A sample origin story for a national health advocacy group

Cure Eye Cancer is a 501C3 national nonprofit based in Washington, DC, determined to cure eye cancer forever. For the past twenty years, Cure Eye Cancer's staff, volunteers, and patient advocates have worked tirelessly to fund research and create patient support programs for this rare but deadly disease. Rita Smith, a world-renowned cancer advocate, made Cure Eye Cancer after her diagnosis in the 1980s when there were few treatments for the condition. Out of her desire to find answers, she and her husband built a community of doctors, patients, caregivers, and supporters that has grown to 500,000 people across the world. Though eye cancer still claims the lives of 500 people each year, the prognosis has improved to a 95% survival rate. Thanks mainly to the 100 treatments created from the research funded by Cure Eye Cancer and its partners.

A sample origin story for a community-based health organization

Get Fit is a 501C3 nonprofit in the Greater Houston, Texas, area that delivers health and wellness programs that help older adults get active, stay active, and improve their health. Get Fit was founded in 2005 by three endocrinologists to eliminate preventable chronic diseases such as diabetes and hypertension, the top two causes of poor health and early death in our local community. In their practice, they noticed that many patients diagnosed with chronic diseases wanted to take charge of their health and improve. Still, they needed access to the tools to do so, such as healthy foods and fun, medically-tailored exercise programs. Unfortunately, no such programs existed in the local area, with the nearest being a 1-hour drive away. The founders created Get Fit to fill this gap with an initial investment of $2000 and partnerships with five elder community living facilities. What started as bi-weekly dance programs and health fairs has expanded to partnerships with ten assisted living facilities and daily exercise and wellness programs that serve more than 500 seniors annually.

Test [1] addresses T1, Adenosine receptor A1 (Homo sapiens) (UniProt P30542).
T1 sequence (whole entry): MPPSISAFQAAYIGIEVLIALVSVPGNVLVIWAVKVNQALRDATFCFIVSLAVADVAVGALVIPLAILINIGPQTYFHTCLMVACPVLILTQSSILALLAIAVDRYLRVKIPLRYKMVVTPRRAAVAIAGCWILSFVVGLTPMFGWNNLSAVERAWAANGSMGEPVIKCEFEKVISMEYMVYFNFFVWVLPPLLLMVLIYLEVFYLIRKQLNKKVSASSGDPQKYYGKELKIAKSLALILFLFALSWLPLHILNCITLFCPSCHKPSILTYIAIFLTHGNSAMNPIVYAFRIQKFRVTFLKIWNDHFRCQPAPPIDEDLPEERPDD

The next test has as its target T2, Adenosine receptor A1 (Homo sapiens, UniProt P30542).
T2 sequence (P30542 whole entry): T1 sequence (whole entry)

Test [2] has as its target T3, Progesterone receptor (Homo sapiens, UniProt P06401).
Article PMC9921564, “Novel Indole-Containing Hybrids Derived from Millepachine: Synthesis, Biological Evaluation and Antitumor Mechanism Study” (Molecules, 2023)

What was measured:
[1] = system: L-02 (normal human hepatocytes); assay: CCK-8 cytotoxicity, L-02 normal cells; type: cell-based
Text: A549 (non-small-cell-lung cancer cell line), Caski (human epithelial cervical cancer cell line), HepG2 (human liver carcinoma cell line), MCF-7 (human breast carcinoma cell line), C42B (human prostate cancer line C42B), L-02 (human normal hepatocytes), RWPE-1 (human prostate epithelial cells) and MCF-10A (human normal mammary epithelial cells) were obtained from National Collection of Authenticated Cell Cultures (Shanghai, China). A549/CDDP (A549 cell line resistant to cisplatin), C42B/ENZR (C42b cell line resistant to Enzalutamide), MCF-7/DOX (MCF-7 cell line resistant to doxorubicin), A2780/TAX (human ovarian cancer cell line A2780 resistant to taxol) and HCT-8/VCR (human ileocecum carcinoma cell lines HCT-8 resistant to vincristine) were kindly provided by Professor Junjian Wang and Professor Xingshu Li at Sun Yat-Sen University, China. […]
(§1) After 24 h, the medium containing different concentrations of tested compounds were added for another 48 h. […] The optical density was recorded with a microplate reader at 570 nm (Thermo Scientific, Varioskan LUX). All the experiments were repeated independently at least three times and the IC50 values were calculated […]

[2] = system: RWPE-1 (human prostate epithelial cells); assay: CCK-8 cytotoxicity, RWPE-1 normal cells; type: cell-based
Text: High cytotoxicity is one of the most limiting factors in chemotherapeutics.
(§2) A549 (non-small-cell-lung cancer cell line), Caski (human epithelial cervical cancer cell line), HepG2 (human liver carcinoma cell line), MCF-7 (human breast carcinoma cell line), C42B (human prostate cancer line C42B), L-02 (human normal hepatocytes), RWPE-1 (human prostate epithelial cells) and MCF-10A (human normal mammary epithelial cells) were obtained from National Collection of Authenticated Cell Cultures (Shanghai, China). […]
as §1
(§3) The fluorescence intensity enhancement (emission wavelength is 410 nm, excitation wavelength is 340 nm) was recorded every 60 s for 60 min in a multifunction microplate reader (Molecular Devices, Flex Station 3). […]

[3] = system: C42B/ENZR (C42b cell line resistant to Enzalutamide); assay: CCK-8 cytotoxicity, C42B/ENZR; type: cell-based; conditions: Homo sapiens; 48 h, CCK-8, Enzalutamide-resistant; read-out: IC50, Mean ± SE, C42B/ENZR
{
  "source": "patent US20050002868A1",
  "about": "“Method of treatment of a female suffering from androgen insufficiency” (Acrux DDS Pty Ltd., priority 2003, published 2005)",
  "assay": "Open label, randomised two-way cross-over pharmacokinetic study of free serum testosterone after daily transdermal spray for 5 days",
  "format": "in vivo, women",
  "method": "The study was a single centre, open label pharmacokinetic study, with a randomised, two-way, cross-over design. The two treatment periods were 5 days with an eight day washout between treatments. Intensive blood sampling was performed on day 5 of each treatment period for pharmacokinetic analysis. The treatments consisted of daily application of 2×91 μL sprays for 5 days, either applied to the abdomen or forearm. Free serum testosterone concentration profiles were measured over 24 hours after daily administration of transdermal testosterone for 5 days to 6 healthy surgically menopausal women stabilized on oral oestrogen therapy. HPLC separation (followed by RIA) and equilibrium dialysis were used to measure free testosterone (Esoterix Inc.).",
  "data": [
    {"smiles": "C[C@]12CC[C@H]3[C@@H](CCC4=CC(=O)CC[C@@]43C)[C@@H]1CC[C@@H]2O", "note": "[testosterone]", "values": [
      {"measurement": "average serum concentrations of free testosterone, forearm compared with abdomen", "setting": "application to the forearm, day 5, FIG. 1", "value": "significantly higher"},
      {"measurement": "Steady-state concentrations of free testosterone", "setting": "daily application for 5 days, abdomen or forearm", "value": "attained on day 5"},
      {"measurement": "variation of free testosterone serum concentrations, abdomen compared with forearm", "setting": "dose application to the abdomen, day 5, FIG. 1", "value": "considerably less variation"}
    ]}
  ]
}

As you see, writing your organization's origin story is easy when you follow our recipe. If you want to learn how to write the entire History section, read, How do you write the History of a nonprofit?

Interested in working with us? SGR develops competitive federal grant application packages for our customers applying for grants or cooperative agreements with SAMHSA (Substance Abuse and Mental Health Services Administration), HRSA (Health Resources Services Administration), ACF (Administration for Children and Families), and the CDC (Centers for Disease Control and Prevention). Using our 7-step grant development process, you will never have to worry about your competitive edge or missing a deadline. To learn more about our methodology, click here.